Solar team puts you in the driver's seat

UNSW's Sunswift solar racing team lets race fans get up close and personal in gruelling 3000km global solar challenge across Australia

Ever wanted to virtually sit in the cockpit of a world-record breaking solar car, as it races across Australia against some of the best eco-friendly cars in the world?

For the first time, the UNSW solar racing team, Sunswift, will give people just that chance during this year's World Solar Challenge. Cutting-edge satellite technology will provide online, real-time updates on the team's progress, including photos, tweets and detailed technical information, as the car speeds from Darwin to Adelaide.

Sunswift IV, known to the team as the IVy, is a three-wheeled carbon fibre machine that can reach speeds over 100 km/h using just 1,300 watts - the same amount of power it takes to toast two slices of bread.

In January this year, the IVy smashed the Guinness World Record to become the
world's fastest solar vehicle, a huge feat for a car designed and built by UNSW
engineering students.

The Sunswift team has had little time to rest on their laurels, as they've been busy preparing for the gruelling World Solar Challenge, a contest between solar and eco-friendly vehicles. The IVy will be one of 42 solar race teams from 21 countries making the 3000km trek.

The race begins in Darwin on Sunday October 16, with Sunswift expected to reach Adelaide within five days.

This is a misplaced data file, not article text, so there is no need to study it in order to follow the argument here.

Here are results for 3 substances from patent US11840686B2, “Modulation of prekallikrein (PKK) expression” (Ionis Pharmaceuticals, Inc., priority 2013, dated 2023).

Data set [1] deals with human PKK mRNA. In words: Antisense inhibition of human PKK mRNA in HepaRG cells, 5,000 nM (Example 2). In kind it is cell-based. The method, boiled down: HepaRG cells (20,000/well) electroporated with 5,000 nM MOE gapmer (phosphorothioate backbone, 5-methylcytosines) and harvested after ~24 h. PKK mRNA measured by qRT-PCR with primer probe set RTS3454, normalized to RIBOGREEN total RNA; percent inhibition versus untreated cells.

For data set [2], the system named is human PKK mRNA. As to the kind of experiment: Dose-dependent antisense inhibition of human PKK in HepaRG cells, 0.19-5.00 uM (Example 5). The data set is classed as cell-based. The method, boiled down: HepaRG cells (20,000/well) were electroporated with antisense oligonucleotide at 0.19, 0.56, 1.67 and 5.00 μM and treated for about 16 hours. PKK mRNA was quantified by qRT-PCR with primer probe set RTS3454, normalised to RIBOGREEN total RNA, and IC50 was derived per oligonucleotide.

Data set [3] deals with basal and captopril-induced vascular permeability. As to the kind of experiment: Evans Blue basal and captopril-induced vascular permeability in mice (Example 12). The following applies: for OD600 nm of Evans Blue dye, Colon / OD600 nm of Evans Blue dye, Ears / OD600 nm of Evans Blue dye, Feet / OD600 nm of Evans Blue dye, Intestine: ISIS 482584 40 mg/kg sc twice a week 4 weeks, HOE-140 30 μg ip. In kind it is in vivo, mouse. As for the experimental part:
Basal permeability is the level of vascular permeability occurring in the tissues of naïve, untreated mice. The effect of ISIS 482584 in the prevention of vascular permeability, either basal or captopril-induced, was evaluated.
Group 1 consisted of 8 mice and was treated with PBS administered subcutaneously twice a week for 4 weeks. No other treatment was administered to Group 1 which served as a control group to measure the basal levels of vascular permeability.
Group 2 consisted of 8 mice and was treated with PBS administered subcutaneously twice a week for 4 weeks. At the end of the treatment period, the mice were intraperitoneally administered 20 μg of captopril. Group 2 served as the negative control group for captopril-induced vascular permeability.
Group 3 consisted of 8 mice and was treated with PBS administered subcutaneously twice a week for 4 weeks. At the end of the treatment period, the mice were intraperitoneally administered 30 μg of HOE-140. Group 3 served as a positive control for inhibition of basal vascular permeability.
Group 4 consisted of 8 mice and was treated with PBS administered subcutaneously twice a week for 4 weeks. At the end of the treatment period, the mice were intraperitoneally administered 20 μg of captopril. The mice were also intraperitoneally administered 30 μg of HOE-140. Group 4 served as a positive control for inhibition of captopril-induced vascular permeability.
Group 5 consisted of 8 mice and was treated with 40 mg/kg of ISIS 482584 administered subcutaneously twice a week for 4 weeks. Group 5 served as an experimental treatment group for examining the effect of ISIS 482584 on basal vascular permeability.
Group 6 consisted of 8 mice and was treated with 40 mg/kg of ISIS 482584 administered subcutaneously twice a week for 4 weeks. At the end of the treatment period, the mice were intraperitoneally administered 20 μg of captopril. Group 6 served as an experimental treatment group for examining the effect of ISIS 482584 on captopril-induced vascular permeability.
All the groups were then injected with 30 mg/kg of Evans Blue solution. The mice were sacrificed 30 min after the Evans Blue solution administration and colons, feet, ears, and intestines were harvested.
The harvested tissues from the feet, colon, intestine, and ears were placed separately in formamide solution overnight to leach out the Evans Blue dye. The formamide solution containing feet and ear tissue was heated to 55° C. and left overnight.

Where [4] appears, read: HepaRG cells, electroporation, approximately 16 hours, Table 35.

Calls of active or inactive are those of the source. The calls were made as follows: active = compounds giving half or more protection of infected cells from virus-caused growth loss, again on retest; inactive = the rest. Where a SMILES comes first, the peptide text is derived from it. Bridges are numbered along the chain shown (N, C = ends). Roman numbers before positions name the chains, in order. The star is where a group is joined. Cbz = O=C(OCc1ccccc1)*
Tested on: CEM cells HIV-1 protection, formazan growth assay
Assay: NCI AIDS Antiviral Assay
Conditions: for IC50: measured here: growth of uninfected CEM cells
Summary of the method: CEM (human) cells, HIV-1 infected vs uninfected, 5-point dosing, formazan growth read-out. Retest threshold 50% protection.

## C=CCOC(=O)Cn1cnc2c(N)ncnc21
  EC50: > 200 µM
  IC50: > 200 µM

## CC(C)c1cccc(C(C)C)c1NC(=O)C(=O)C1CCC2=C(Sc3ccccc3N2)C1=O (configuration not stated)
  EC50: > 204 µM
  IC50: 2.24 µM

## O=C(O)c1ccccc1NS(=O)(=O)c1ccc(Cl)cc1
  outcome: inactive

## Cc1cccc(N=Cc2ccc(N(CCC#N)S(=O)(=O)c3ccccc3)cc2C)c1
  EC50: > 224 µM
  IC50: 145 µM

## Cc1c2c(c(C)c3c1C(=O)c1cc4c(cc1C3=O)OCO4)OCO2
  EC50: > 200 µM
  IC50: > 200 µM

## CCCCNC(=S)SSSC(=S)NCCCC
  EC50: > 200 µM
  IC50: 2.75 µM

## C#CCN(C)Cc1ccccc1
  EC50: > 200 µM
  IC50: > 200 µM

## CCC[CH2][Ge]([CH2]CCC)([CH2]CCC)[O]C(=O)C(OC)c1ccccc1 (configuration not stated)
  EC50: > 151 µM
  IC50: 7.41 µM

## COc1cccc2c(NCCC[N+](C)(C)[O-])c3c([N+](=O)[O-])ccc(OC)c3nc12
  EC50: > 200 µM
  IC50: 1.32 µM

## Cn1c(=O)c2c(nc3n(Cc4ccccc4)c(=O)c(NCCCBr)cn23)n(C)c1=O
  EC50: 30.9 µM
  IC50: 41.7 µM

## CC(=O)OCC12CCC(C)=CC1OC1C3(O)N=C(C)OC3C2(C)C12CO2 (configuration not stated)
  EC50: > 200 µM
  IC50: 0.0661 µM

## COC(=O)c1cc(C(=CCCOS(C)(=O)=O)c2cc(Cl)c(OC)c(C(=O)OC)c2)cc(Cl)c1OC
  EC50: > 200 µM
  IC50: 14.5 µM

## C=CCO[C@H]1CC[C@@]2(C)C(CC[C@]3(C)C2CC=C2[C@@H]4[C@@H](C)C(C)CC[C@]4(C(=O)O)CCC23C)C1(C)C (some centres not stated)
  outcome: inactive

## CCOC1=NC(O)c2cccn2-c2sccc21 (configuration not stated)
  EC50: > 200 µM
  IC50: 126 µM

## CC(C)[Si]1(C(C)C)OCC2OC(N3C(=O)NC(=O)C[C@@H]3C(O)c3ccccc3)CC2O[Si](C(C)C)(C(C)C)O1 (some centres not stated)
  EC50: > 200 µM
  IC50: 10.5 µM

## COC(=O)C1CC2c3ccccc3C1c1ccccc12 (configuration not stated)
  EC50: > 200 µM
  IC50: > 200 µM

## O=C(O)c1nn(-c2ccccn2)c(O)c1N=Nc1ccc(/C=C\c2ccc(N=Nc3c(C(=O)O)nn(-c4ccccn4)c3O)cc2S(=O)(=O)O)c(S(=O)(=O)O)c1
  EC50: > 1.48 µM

Sunswift project manager Daniel Friedman says race fans have been crying out for more information on how the IVy progresses during the Challenge. So the team set out to devise a way to place fans 'virtually' in the cockpit.

"In the outback, 3G and WiFi are almost non-existent, as you can imagine, so it was quite a technical challenge to design a system that could allow our fans to feel like they were part of the race," Friedman says. "Thus, Sunswift Live was born. Since February this year the team's been working on the infrastructure to provide real time data right into the web browsers of anyone interested in the race."

The team will send real-time data back to Sydney via a server hosted by OrionVM, who are providing the bandwidth for the Sunswift Live service. The data will be transmitted by a satellite link provided by Addcom Contact Solutions, which can still transfer information even if the car hits 100km/h! Race-watchers will then see all the data through a user interface designed by Lavender, a Sydney-based ad agency.

Friedman says the team's fired up and excited about its chances in the Global Solar Challenge.

"We've been working really hard and I think it's starting to show. We can't wait to get to the start line as one of the teams representing Australia. The team has a long journey ahead, and we can't wait to share it with everybody."

Click here to see the view from the cockpit and track the Sunswift IVy's progress.

Follow the team on Twitter @sunswift

Media contact: Alexander Symonds | 02 9385 1933 | 0431 947 956